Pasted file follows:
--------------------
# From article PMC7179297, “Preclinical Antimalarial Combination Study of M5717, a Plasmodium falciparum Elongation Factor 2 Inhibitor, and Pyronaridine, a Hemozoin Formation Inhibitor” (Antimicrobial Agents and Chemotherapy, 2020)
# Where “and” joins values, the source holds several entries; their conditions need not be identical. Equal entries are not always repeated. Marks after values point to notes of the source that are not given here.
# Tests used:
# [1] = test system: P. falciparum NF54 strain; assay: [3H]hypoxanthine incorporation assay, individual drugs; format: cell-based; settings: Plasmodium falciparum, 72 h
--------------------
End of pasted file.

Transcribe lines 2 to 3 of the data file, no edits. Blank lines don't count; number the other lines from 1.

# Where “and” joins values, the source holds several entries; their conditions need not be identical. Equal entries are not always repeated. Marks after values point to notes of the source that are not given here.
# Tests used: